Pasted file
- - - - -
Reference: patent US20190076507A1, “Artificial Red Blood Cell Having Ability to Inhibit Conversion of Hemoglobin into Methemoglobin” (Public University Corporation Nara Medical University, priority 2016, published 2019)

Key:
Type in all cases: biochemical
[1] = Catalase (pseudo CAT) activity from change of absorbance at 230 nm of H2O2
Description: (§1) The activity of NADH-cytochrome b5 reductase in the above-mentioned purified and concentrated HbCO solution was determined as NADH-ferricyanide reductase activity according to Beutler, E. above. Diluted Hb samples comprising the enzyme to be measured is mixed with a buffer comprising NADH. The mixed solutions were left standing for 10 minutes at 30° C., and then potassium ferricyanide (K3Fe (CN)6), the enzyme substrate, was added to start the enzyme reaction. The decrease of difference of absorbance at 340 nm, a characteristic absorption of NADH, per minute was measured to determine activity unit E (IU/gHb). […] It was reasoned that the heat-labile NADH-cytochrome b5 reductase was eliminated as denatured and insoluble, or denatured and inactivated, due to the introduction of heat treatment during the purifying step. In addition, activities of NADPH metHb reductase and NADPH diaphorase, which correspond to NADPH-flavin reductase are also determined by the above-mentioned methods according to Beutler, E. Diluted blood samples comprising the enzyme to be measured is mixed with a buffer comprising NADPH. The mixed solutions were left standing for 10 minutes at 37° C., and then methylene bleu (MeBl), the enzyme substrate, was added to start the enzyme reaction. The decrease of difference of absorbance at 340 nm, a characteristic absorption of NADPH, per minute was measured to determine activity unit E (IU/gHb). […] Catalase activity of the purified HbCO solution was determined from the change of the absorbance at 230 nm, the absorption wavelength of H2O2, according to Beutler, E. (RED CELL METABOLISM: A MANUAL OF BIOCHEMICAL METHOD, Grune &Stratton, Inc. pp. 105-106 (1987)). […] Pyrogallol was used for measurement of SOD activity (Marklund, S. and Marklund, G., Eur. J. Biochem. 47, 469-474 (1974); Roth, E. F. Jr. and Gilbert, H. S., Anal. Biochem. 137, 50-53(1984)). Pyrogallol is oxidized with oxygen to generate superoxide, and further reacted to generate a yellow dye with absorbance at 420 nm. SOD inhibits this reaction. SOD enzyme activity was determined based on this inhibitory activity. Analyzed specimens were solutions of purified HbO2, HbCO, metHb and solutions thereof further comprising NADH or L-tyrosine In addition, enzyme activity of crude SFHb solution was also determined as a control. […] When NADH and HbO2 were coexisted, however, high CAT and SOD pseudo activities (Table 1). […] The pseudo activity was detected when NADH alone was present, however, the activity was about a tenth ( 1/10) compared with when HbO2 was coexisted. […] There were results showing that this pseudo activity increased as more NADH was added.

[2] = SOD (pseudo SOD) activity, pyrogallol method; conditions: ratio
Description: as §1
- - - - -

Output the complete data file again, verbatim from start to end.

Reference: patent US20190076507A1, “Artificial Red Blood Cell Having Ability to Inhibit Conversion of Hemoglobin into Methemoglobin” (Public University Corporation Nara Medical University, priority 2016, published 2019)

Key:
Type in all cases: biochemical
[1] = Catalase (pseudo CAT) activity from change of absorbance at 230 nm of H2O2
Description: (§1) The activity of NADH-cytochrome b5 reductase in the above-mentioned purified and concentrated HbCO solution was determined as NADH-ferricyanide reductase activity according to Beutler, E. above. Diluted Hb samples comprising the enzyme to be measured is mixed with a buffer comprising NADH. The mixed solutions were left standing for 10 minutes at 30° C., and then potassium ferricyanide (K3Fe (CN)6), the enzyme substrate, was added to start the enzyme reaction. The decrease of difference of absorbance at 340 nm, a characteristic absorption of NADH, per minute was measured to determine activity unit E (IU/gHb). […] It was reasoned that the heat-labile NADH-cytochrome b5 reductase was eliminated as denatured and insoluble, or denatured and inactivated, due to the introduction of heat treatment during the purifying step. In addition, activities of NADPH metHb reductase and NADPH diaphorase, which correspond to NADPH-flavin reductase are also determined by the above-mentioned methods according to Beutler, E. Diluted blood samples comprising the enzyme to be measured is mixed with a buffer comprising NADPH. The mixed solutions were left standing for 10 minutes at 37° C., and then methylene bleu (MeBl), the enzyme substrate, was added to start the enzyme reaction. The decrease of difference of absorbance at 340 nm, a characteristic absorption of NADPH, per minute was measured to determine activity unit E (IU/gHb). […] Catalase activity of the purified HbCO solution was determined from the change of the absorbance at 230 nm, the absorption wavelength of H2O2, according to Beutler, E. (RED CELL METABOLISM: A MANUAL OF BIOCHEMICAL METHOD, Grune &Stratton, Inc. pp. 105-106 (1987)). […] Pyrogallol was used for measurement of SOD activity (Marklund, S. and Marklund, G., Eur. J. Biochem. 47, 469-474 (1974); Roth, E. F. Jr. and Gilbert, H. S., Anal. Biochem. 137, 50-53(1984)). Pyrogallol is oxidized with oxygen to generate superoxide, and further reacted to generate a yellow dye with absorbance at 420 nm. SOD inhibits this reaction. SOD enzyme activity was determined based on this inhibitory activity. Analyzed specimens were solutions of purified HbO2, HbCO, metHb and solutions thereof further comprising NADH or L-tyrosine In addition, enzyme activity of crude SFHb solution was also determined as a control. […] When NADH and HbO2 were coexisted, however, high CAT and SOD pseudo activities (Table 1). […] The pseudo activity was detected when NADH alone was present, however, the activity was about a tenth ( 1/10) compared with when HbO2 was coexisted. […] There were results showing that this pseudo activity increased as more NADH was added.

[2] = SOD (pseudo SOD) activity, pyrogallol method; conditions: ratio
Description: as §1